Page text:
John Wheeler, one of the world's most influential physicists, is best known for coining the term 'black holes', for his seminal contributions to the theories of quantum gravity and nuclear fission, as well as for his mind-stretching theories and writings on time, space and gravity.
I can recall Hugh Everett's thesis, and how I spent most of a night with him, going over [it], trying to word it in a concrete way. But the ideas in the thesis were so strange to many people that they provoked strange names. And particularly, produced a strange name, the Many Worlds interpretation of quantum mechanics. A certain probability that such-and-such happens and will be in a universe where we see that happening. Or there's certain probability that something else happens and we'll be in a universe where we see that happening. Well, isn't that obvious, you could say. Well, in Everett's mathematical formulation, these possibilities were coexisting and could come together and be extinguished. It was only when what got to the point where one had an irreversible act of observation that one of these became materialized. If there's anything designed to confuse somebody about what quantum mechanics is all about, this does it.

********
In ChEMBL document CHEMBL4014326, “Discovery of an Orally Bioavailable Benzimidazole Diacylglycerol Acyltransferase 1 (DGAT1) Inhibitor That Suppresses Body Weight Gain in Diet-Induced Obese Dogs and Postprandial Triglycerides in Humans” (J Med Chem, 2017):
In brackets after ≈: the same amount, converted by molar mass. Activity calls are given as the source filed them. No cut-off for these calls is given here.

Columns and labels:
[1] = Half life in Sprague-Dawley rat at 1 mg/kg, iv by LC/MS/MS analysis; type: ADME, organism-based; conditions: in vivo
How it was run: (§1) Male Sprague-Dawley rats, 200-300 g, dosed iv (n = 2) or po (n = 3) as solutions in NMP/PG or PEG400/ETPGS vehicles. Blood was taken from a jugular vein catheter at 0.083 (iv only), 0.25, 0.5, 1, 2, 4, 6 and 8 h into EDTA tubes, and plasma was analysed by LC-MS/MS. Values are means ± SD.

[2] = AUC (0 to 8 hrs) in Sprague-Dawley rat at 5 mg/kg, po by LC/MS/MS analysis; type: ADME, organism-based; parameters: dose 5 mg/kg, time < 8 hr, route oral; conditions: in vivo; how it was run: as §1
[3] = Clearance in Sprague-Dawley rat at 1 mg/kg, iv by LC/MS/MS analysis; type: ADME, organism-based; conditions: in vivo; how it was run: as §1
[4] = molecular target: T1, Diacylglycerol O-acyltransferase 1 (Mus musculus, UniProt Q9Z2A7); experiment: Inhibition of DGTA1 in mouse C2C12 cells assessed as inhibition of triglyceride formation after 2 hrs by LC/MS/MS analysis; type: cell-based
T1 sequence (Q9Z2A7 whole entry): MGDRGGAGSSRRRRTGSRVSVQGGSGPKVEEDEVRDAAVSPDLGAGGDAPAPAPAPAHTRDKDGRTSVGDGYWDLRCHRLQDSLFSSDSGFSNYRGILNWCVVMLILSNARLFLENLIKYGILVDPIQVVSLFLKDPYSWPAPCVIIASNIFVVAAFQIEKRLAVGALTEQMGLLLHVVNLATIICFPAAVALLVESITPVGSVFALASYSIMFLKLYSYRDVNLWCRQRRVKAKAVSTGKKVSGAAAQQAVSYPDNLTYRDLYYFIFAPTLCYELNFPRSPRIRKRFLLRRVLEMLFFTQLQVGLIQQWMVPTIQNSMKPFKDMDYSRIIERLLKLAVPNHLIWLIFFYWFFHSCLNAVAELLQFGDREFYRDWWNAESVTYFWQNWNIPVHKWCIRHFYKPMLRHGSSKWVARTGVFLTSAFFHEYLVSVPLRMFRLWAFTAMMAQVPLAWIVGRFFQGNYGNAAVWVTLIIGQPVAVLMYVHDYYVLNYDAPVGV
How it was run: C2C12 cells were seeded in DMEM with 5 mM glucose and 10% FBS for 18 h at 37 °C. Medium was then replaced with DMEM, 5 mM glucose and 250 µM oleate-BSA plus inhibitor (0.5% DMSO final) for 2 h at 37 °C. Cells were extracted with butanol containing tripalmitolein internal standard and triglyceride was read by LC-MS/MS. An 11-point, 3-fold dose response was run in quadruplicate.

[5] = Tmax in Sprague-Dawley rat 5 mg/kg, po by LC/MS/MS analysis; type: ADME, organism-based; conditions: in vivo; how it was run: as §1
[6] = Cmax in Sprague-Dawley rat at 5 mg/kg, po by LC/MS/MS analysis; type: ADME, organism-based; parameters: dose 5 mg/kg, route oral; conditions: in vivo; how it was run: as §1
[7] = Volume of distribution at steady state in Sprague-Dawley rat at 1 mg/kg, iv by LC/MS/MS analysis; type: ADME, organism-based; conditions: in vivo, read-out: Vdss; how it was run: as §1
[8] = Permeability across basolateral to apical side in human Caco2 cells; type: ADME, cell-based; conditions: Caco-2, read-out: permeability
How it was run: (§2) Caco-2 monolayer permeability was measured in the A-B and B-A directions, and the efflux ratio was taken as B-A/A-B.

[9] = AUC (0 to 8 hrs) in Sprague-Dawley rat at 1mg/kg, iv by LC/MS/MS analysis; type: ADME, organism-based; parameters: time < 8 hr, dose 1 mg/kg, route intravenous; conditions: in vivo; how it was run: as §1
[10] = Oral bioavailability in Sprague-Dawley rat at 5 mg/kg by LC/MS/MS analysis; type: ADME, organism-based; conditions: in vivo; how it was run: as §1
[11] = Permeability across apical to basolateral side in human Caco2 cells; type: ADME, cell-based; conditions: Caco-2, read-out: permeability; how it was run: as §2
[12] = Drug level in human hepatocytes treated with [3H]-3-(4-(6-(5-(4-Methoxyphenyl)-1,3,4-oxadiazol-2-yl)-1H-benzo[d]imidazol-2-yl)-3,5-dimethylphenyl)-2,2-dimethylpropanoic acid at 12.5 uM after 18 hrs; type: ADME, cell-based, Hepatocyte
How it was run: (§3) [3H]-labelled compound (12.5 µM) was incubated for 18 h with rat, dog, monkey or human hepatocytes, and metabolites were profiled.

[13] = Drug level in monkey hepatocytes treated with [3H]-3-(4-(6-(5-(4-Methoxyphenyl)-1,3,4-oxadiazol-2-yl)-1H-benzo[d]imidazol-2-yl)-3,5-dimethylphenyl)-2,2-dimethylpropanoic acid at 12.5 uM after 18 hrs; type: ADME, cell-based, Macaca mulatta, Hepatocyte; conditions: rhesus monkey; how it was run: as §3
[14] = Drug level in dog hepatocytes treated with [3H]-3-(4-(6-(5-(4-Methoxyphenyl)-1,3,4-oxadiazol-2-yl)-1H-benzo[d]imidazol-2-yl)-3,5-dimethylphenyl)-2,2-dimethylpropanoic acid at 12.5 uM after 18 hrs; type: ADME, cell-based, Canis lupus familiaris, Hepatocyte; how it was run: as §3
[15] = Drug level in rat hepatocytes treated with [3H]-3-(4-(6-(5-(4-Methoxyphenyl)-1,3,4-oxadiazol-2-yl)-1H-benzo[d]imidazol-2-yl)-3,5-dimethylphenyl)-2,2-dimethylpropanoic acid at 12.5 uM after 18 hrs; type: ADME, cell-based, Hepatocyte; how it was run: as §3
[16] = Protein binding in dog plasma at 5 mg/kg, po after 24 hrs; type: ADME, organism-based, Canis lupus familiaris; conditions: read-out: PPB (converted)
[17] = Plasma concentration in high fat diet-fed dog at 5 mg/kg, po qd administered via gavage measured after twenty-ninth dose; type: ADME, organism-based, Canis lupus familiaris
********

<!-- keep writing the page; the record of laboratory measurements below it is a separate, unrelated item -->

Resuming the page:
Title: Hugh Everett's many-worlds interpretation of quantum mechanics
Ken Ford took his Ph.D. at Princeton in 1953 and worked with Wheeler on a number of research projects, including research for the Hydrogen bomb. He was Professor of Physics at the University of California and Director of the American Institute of Physicists. He collaborated with John Wheeler in the writing of Wheeler's autobiography, 'Geons, Black Holes and Quantum Foam: A Life in Physics' (1998).